In February 1940, Wolkoff met Tyler Kent, a cipher clerk from the U.S. Embassy who held similar views, and he became a regular visitor to the Right Club. Kent later revealed to Wolkoff and Ramsay some of the documents he was holding in his flat that he had stolen from the embassy, most notably sensitive communications between Winston Churchill and President Franklin Roosevelt.[11] On 13 April 1940, Wolkoff went to Kent's flat to borrow some of the documents, in order, as it emerged later, to have them photographed. Her espionage work took a downturn when she then approached Helene De Muncke and asked her if she could pass a coded letter to William Joyce[12] through her Italian embassy contacts. De Muncke agreed and then showed the letter to her controller Maxwell Knight.

Arrest and trial[edit]

Anna Wolkoff and Tyler Kent were arrested on 20 May 1940 and charged with violating the Official Secrets Act.[13] As she was put in the police car, her arrest was witnessed by 11-year-old Len Deighton. She was tried in camera at the Old Bailey, with Sir William Jowitt as prosecutor. On 7 November 1940, Wolkoff was sentenced to 10 years imprisonment for "attempting to assist the enemy," while Kent, an American citizen, was sentenced to 7 years.

After her conviction, the Certificates of Naturalisation (Revocation) Committee was contacted and her citizenship was revoked on 13 August 1943.[14]

Release and death[edit]

She was released from prison in 1947. Subsequently, working as a seamstress, and lodging in the house of society figure Felix Hope-Nicholson,[15] she was killed in a road accident in Spain, in a car driven by Enid Riddell (1903–1980),[16] another former member of the Right Club.

References[edit]

  1. ^ Admiral Wolkoff's file in The National Archives (KV 2/2258)
  2. ^ Sukhdev, Sandhu (18 October 2015). "Rendezvous at the Russian Tea Rooms: The Spyhunter, the Fashion Designer and the Man from Moscow by Paul Willetts – review: A tale of Nazi spies among London’s elite has all the colour of a first-class thriller". The Observer. The Guardian. Retrieved 19 October 2015. 
  3. ^ Griffiths, Richard, Fellow Travellers of the Right, Constable, London, 1980, p.353-5, ISBN 0-09-463460-2 also citing Archibald Ramsay as saying "our hope was to avert war"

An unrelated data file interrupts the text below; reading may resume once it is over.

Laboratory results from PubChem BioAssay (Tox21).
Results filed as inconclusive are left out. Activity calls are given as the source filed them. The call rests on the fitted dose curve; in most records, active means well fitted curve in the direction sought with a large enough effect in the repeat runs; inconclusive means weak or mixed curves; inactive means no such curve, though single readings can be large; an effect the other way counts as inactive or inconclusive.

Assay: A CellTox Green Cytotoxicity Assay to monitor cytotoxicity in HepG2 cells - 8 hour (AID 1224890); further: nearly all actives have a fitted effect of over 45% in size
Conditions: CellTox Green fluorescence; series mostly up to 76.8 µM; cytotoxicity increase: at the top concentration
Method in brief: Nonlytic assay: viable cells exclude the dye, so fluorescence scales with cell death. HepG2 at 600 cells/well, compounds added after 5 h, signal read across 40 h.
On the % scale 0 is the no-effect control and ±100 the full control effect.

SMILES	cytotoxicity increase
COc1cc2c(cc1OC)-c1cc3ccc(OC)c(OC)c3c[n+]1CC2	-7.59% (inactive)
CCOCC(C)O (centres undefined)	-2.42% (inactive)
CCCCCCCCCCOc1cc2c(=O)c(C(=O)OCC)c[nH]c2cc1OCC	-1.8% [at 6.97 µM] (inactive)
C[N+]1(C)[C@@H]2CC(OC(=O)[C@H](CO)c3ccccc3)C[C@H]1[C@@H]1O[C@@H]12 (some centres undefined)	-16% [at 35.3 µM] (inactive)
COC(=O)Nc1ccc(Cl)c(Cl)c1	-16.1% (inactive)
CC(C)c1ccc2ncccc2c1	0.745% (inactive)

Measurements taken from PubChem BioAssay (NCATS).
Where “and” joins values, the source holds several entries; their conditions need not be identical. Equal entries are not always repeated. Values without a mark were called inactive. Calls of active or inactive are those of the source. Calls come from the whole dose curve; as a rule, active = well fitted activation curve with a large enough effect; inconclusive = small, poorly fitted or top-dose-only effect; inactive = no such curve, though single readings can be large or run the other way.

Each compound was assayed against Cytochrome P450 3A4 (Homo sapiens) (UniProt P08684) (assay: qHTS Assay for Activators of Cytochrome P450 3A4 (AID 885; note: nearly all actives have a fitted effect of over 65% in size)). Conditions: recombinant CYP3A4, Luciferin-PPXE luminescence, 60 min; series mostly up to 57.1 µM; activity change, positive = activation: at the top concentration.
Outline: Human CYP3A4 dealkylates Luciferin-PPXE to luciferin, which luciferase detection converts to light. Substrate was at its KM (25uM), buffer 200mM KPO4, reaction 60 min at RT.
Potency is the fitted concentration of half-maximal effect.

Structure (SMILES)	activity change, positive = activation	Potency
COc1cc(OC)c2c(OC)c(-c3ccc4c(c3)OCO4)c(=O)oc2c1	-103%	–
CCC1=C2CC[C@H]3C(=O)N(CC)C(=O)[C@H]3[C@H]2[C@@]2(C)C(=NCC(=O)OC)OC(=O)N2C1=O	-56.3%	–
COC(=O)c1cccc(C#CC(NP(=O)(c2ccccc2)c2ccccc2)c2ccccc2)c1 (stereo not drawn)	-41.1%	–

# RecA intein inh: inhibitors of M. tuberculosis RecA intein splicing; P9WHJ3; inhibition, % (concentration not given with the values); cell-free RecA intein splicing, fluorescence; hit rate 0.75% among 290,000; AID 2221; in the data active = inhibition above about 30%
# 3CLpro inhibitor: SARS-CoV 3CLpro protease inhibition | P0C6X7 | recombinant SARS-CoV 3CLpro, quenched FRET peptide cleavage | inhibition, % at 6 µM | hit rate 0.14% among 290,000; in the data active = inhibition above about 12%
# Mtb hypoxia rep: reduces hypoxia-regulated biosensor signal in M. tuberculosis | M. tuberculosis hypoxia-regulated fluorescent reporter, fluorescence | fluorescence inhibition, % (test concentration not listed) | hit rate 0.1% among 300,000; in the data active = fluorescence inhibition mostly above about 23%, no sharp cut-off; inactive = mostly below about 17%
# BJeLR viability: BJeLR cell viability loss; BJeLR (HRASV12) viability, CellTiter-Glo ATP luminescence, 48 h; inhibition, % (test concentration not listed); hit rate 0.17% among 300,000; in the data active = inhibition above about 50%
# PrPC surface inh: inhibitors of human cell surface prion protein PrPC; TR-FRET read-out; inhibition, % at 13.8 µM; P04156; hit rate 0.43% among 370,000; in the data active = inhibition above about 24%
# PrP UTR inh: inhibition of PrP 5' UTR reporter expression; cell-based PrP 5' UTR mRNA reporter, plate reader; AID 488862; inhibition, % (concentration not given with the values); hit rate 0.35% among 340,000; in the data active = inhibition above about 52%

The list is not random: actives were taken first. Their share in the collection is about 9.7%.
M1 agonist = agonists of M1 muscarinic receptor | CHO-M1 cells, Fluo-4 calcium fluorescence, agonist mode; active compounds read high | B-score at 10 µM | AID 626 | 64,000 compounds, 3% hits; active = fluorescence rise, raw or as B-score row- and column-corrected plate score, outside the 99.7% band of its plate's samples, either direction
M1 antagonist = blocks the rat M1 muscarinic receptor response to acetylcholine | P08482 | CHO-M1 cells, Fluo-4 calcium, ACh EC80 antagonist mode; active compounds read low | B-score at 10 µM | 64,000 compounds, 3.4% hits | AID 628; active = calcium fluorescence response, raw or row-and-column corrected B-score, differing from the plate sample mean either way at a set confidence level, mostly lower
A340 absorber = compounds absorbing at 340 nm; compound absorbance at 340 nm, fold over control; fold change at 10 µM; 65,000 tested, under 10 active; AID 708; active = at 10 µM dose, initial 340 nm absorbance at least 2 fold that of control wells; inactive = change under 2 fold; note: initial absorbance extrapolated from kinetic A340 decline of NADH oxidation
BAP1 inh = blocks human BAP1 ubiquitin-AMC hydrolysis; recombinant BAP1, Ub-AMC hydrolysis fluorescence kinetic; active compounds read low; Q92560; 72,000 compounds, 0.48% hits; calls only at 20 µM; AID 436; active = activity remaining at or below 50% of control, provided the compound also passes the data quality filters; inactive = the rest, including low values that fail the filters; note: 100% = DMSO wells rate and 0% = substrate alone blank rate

4. ^ Hansard, 9 May 1940.
  5. ^ Joyce joined the Right Club on 1 July 1939 but the following month departed for Germany. http://www.statesecrets.co.uk/who/index-j.html#Joyce-W
  6. ^ Chesterton, A.K.,The New Unhappy Lords, London, July 1965, reprinted in 1979 in U.S.A., Library of Congress Card no.67-24083
  7. ^ This lady also was tried on pro-German conspiracy charges but acquitted on all counts. Notwithstanding that she was then locked up in Holloway Prison under Regulation 18B, where she remained for 4 years. Ramsay,p.78.
  8. ^ Griffiths, p.355.
  9. ^ Ramsay, Archibald Henry Maule. The Nameless War. A History of the Events leading up to the Second World War, 1952, ASIN B0017GYOE4; paperback: Augustine Publishing, 1969, ISBN 978-0-85172-068-5
  10. ^ Griffiths, p.369.
  11. ^ Griffiths, p.370
  12. ^ Griffiths, p.370.
  13. ^ Griffiths, p.370, states that the offences were against Defence Regulations.
  14. ^ Parliament of the United Kingdom (1943). Parliamentary papers, House of Commons and Command. 8. London: Her Majesty's Stationery Office. p. 109. 
  15. ^ Conspirator: The Untold Story of Tyler Kent, Ray Bearse, Knopf Doubleday Publishing Group, 1991, pg 272
  16. ^ http://www.statesecrets.co.uk/latest.html

Further reading[edit]

  • Clough, Bryan. State Secrets: The Kent-Wolkoff Affair. East Sussex: Hideaway Publications Ltd., 2005. ISBN 0-9525477-3-2
  • Masters, Anthony. The Man Who Was M - The life of Maxwell Knight, Grafton Books, 1986, ISBN 0-586-06867-8
  • Paul Willetts. Rendezvous at the Russian Tea Rooms. Constable, 2015